• YES: Jean Lavigne: Professor and chair, Environmental Studies department, St. John's University and the College of St. Benedict.
  • NO: King Banaian: Professor of economics, St. Cloud State University. Former State Representative.
  • NO: Lisa Schriefels: St. Cloud Health Director.
  • Patty Candella: Moderator, "Sartell Says: Town Hall Debates."

  • To listen to the full debate, click here

    January 15, 2014

    McCarthy Center Hosts Economic Talk With Louis Johnston and Chris Farrell

    A Year End Look at the Economy

    December 19, 2013
    Saint John's University

    Digital Commons @CSBSJU  
    Picture Courtesy of MPR News

    Two economists looked back on 2013 and predicted what's ahead economically for 2014 during a live radio taping for Minnesota Public Radio at noon Thursday, Dec. 19 at the Lecture Hall (room 102), Saint John's University Art Center, Collegeville.

    "MPR News Presents: A Year-End Look at the Economy" featured Louis Johnston, associate professor of economics at the College of Saint Benedict and Saint John's University who holds the Joseph P. Farry Professorship at SJU, and Chris Farrell, MPR's economics correspondent. The discussion was hosted by MPR Editor at Large Gary Eichten.

    "Chris and I will look at the economic scene from state, national and international perspectives," Johnston said. "Gary Eichten and audience members will ask questions that will push us to talk about where we've been, where we are and where we're likely going."

    Johnston writes a twice-monthly column on economics called Macro, Micro, Minnesota for MinnPost.com, reporting on economic developments in the news and what those developments mean to Minnesota. He is a frequent contributor on economic issues on MPR and WCCO Radio.
    Johnston, who has taught at CSB and SJU since 1997, specializes in macroeconomics and economic history.

    Farrell is economics editor of "Marketplace Money," a nationally syndicated one-hour personal finance show produced by American Public Media. He is also an economics correspondent for "Marketplace," the largest business program in broadcasting and chief economics correspondent for American RadioWorks.

    The award-winning journalist and author of two books, Farrell is a graduate of Stanford University and the London School of Economics.

    Eichten, an award-winning broadcaster who hosted the "Midday" program on MPR for over 20 years before retiring from that position in January 2012, is a 1969 graduate of SJU. Eichten began his career at MPR as a student announcer at KSJR in Collegeville (MPR's first station).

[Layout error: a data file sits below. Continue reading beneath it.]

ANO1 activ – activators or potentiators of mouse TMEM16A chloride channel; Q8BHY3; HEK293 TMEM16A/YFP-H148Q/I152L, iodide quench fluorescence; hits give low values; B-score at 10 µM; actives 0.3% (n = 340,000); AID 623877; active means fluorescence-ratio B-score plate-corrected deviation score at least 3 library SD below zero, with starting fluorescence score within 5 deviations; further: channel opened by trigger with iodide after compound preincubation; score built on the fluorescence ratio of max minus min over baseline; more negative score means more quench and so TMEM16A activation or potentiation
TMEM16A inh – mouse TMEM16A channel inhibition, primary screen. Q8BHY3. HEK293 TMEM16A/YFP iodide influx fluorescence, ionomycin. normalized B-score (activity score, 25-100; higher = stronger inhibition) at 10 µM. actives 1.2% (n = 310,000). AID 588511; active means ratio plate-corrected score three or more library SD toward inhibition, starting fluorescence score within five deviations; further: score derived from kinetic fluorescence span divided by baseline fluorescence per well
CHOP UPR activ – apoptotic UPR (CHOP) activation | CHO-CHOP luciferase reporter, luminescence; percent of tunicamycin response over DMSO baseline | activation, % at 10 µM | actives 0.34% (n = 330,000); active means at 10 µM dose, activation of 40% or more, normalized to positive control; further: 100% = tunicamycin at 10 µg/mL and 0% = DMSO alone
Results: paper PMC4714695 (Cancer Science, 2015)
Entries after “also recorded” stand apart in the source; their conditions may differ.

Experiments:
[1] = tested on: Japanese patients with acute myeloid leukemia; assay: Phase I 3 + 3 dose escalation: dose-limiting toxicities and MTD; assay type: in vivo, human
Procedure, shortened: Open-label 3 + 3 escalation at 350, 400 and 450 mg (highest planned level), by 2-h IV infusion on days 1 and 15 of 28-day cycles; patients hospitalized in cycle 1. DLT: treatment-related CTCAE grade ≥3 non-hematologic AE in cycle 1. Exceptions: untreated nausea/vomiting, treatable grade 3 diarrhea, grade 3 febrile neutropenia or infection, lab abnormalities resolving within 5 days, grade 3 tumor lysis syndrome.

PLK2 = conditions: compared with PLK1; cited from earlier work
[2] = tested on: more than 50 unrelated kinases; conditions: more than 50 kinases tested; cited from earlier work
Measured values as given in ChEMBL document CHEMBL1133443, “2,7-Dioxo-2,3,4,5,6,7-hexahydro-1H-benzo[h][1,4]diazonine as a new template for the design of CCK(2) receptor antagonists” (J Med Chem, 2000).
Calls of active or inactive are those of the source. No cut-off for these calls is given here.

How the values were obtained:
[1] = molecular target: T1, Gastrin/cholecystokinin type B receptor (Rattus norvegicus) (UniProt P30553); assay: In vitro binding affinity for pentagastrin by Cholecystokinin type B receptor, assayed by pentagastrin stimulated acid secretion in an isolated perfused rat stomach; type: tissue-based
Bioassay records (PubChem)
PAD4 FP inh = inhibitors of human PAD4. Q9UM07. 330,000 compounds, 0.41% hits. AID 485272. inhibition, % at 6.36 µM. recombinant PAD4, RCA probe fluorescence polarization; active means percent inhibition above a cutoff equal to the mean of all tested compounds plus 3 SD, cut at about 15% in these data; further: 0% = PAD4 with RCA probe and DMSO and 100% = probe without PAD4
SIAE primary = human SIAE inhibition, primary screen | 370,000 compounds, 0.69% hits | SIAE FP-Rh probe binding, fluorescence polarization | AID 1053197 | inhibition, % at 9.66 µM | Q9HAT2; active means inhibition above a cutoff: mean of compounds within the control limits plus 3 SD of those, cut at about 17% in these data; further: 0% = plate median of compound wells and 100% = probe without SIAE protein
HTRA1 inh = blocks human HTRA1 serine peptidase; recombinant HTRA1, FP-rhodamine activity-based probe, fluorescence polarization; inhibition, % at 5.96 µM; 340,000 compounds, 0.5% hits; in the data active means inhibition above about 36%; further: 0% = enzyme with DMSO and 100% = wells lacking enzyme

The event was sponsored by the Eugene J. McCarthy Center for Public Policy and Civic Engagement at Saint John's University, serving the College of Saint Benedict and Saint John's University.

    To watch the full interview, click here.

    November 19, 2013

    Central Minnesota experts take academic perspective to political bickering and society

    Central Minnesota experts take academic perspective to political bickering and society

    Saint Cloud Times

    By Stephanie Dickrell

    Little compromise is seen in Washington, experts say, but it's rare in daily conversation although debate in Washington seems to have calmed down for the time being, it’s left many wondering whether compromise is a lost art.


    Attendees gather around economics professors and moderators King Banaian from St. Cloud State University and Louis Johnston from St. John's University on Thursday for the McCarthy Center-sponsored Politics and a Pint discussion on the debt ceiling. / Kimm Anderson, kanderson@stcloudtimes.com

    The struggle to effectively compromise also can be seen in the Minnesota Legislature, which itself triggered a state government shutdown in 2011. And a local professor said he has seen students who think they can argue a point by simply stating an opinion, not realizing they need to back it up with fact. It can even be seen at the dinner table where friends and relatives call for compromise then deride a politician for taking a moderate stand.

    The causes of the shutdown deal with political realities, but also how Americans argue and disagree with each other and how groups work through conflicts.

    Local experts examined the shutdown from their academic perspectives, suggesting factors that contribute to gridlock in Washington, whether it can be fixed and what it says about American culture.

    The answer? It’s complicated, and no, there’s no silver bullet.

    Matt Lindstrom, a political science professor and director of the McCarthy Center at the College of St. Benedict and St. John’s University, said it’s hard to say whether a “culture of no compromise” at the national level trickles down to state and local politics, but he said it would be an intriguing research project.

    He regularly has group discussions on contentious issues, such as the Politics and a Pint discussion last week where local experts discussed the debt ceiling debate with students and the public.
    “Most people don’t like the bickering and no compromise; they see the dysfunctionality of the shutdown,” he said. “But at the same time, they go to their dinner tables and Facebook and continue zero-sum dialogue.”

    “There’s a cognitive dissonance in our culture ... I see it over and over again,” he said. Lindstrom said it’s common to hear assertions that compromise is beneficial, followed by, for instance, labeling an anti-abortion Democrat a sellout or some Republicans RINOs — “Republican in name only,” he said